GOP Announces Its List Of Investigations

Posted by | January 4, 2011 10:28 | Filed under: Top Stories

So far, what Republicans want to do with their newly-acquired congressional power is repeal health are reform and investigate the White House. Is this what the American people elected them to do? Incoming House Oversight and Reform Committee Chairman Darrell Issa announced six major investigations for the first three months of the year.

Issa, who will have power to subpoena government officials to appear before the committee, said he intended to conduct inquiries into the release of classified diplomatic cables by Wikileaks; recalls at the Food and Drug Administration; the role of Fannie Mae and Freddie Mac in the foreclosure crisis; the Financial Crisis Inquiry Commission’s failure to identify the origins of the meltdown; as well as business regulations and alleged corruption in Afghanistan.

And Issa isn’t the only Republican calling for investigations.

Other incoming Republican committee chairmen are planning investigations into the Justice Department’s civil rights division, the radicalization of Muslims in the United States, homeland security grant money and air cargo and port and chemical plant security.

Congressman Peter King already announced his plans to investigate Muslims to see how radical they are and if they are properly cooperating with authorities.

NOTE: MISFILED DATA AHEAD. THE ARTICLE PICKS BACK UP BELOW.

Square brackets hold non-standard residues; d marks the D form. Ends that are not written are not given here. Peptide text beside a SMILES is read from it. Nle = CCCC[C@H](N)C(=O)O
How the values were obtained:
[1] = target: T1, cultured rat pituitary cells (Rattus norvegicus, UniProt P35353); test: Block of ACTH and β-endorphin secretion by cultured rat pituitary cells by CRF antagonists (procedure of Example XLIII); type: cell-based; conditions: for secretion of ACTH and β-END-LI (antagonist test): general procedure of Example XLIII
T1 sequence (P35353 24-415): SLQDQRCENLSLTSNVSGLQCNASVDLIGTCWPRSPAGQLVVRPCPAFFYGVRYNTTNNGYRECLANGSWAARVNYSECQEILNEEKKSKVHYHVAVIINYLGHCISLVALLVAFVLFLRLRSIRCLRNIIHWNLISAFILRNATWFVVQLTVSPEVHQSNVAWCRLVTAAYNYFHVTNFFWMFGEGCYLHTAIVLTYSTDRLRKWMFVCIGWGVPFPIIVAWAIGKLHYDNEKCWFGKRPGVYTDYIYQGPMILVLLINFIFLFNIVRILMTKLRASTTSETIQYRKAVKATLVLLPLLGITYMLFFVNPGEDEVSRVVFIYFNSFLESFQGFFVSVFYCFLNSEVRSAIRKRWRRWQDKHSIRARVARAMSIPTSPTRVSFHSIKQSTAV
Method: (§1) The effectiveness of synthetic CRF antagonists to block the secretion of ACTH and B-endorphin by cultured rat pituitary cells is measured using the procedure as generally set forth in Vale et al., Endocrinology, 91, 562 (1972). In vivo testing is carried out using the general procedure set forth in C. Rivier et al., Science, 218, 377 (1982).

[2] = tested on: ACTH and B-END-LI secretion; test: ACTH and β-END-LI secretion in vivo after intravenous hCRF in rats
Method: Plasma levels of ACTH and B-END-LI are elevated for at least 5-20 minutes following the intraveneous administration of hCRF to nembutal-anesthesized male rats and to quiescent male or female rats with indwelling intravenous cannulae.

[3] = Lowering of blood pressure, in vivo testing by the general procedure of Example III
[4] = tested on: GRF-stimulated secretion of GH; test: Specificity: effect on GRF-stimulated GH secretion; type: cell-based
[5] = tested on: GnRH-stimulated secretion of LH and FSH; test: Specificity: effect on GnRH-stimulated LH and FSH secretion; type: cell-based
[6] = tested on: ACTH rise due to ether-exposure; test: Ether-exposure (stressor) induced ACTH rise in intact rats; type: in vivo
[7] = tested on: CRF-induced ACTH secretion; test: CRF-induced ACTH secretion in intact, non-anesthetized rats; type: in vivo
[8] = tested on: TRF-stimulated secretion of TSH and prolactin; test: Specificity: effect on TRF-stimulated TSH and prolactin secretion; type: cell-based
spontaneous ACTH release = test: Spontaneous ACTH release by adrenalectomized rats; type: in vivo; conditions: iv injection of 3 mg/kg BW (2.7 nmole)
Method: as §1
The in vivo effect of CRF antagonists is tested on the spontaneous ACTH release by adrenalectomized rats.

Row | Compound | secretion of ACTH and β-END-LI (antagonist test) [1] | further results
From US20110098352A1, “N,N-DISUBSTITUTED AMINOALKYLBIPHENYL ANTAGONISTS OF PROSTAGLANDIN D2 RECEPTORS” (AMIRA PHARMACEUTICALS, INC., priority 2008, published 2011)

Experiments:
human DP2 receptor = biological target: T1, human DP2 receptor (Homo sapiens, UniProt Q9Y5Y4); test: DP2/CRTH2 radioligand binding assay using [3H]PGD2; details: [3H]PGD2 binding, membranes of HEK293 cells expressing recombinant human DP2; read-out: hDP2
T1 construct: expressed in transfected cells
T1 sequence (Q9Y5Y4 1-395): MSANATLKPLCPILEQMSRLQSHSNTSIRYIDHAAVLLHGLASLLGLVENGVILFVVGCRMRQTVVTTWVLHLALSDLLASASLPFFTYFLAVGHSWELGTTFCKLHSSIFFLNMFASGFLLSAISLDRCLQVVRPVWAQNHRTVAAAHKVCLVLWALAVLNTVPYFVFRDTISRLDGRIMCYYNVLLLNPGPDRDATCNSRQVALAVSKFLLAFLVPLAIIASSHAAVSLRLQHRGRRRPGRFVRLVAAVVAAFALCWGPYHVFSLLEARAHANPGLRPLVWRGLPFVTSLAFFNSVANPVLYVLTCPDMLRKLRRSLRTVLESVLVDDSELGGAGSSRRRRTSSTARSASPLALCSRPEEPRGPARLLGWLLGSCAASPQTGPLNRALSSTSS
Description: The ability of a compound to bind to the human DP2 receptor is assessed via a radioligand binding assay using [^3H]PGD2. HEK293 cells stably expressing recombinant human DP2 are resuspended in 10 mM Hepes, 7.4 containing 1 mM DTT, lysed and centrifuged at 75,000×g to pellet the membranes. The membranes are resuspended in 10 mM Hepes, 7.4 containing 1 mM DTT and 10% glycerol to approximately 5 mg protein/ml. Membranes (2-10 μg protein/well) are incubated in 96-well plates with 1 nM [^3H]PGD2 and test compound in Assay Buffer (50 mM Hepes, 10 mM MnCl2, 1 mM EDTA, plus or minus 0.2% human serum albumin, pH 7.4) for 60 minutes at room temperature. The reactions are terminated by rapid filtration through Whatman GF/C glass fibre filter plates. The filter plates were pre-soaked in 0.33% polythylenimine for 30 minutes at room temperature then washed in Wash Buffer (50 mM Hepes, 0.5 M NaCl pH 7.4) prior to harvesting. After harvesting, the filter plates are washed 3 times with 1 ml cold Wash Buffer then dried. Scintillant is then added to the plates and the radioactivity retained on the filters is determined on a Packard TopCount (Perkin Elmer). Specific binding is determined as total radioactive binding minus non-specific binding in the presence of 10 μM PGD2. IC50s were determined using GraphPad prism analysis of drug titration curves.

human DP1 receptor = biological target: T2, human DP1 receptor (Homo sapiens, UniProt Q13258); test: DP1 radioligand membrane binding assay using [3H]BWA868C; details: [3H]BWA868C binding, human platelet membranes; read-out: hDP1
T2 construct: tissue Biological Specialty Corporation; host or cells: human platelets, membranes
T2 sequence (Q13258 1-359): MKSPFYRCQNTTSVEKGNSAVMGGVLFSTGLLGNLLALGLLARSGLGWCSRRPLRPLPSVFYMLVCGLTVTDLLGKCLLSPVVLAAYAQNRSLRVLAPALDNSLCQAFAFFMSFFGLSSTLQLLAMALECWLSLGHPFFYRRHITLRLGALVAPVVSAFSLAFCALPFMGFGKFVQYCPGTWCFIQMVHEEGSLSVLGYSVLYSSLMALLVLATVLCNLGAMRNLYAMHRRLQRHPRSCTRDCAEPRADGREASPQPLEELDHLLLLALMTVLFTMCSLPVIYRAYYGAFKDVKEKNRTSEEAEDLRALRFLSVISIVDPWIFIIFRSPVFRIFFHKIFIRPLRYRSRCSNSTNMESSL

Rep. Lamar Smith (R-Tex.), who is taking over the House Judiciary Committee, is planning investigations of the Justice Department, including allegations that the civil rights division is not fairly enforcing voter rights laws, according to a senior aide.

The ranking Democrat in Issa’s committee, Rep. Elijah Cummings, is skeptical of Issa’s agenda, suggesting it could be more of a witch hunt, especially after Issa already proclaimed the president is “one of the most corrupt” we’ve had.

“Corruption basically says people are criminals, and I think that’s a pretty strong statement having not one scintilla of evidence, having not heard one hearing or had one testimony,” Cummings said in an interview. “I think that if we have concerns, then what we should do is in a bipartisan way bring witnesses before our committee, depose them and hear what they have to say, and then draw conclusions.”

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Copyright 2011 Liberaland
By: Alan

Alan Colmes is the publisher of Liberaland.

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